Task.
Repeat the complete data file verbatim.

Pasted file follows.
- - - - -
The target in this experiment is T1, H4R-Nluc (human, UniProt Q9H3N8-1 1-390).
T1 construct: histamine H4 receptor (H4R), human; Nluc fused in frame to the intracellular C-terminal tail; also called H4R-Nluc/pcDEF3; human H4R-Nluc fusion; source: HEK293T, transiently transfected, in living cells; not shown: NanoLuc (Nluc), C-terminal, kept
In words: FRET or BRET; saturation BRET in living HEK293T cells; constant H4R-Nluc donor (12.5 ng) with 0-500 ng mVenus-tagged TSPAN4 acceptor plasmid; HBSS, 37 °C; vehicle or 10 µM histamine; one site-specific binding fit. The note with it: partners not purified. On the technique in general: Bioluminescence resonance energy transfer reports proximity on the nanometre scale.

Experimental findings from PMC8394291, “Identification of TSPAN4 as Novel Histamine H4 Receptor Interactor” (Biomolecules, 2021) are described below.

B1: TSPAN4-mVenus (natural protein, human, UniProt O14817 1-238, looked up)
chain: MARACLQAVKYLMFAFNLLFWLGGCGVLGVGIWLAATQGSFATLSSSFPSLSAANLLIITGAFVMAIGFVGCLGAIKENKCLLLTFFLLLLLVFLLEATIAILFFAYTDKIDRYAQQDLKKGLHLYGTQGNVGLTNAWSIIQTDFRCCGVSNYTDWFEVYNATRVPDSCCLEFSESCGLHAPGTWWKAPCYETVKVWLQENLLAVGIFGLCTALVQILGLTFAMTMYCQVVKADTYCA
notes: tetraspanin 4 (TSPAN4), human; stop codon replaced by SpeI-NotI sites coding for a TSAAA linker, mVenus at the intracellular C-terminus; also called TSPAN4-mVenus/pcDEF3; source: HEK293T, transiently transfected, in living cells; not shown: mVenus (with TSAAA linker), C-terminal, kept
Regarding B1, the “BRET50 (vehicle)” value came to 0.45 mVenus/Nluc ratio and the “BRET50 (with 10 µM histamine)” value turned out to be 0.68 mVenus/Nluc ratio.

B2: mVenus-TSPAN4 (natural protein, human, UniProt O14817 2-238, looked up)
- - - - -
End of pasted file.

The target in this experiment is T1, H4R-Nluc (human, UniProt Q9H3N8-1 1-390).
T1 construct: histamine H4 receptor (H4R), human; Nluc fused in frame to the intracellular C-terminal tail; also called H4R-Nluc/pcDEF3; human H4R-Nluc fusion; source: HEK293T, transiently transfected, in living cells; not shown: NanoLuc (Nluc), C-terminal, kept
In words: FRET or BRET; saturation BRET in living HEK293T cells; constant H4R-Nluc donor (12.5 ng) with 0-500 ng mVenus-tagged TSPAN4 acceptor plasmid; HBSS, 37 °C; vehicle or 10 µM histamine; one site-specific binding fit. The note with it: partners not purified. On the technique in general: Bioluminescence resonance energy transfer reports proximity on the nanometre scale.

Experimental findings from PMC8394291, “Identification of TSPAN4 as Novel Histamine H4 Receptor Interactor” (Biomolecules, 2021) are described below.

B1: TSPAN4-mVenus (natural protein, human, UniProt O14817 1-238, looked up)
chain: MARACLQAVKYLMFAFNLLFWLGGCGVLGVGIWLAATQGSFATLSSSFPSLSAANLLIITGAFVMAIGFVGCLGAIKENKCLLLTFFLLLLLVFLLEATIAILFFAYTDKIDRYAQQDLKKGLHLYGTQGNVGLTNAWSIIQTDFRCCGVSNYTDWFEVYNATRVPDSCCLEFSESCGLHAPGTWWKAPCYETVKVWLQENLLAVGIFGLCTALVQILGLTFAMTMYCQVVKADTYCA
notes: tetraspanin 4 (TSPAN4), human; stop codon replaced by SpeI-NotI sites coding for a TSAAA linker, mVenus at the intracellular C-terminus; also called TSPAN4-mVenus/pcDEF3; source: HEK293T, transiently transfected, in living cells; not shown: mVenus (with TSAAA linker), C-terminal, kept
Regarding B1, the “BRET50 (vehicle)” value came to 0.45 mVenus/Nluc ratio and the “BRET50 (with 10 µM histamine)” value turned out to be 0.68 mVenus/Nluc ratio.

B2: mVenus-TSPAN4 (natural protein, human, UniProt O14817 2-238, looked up)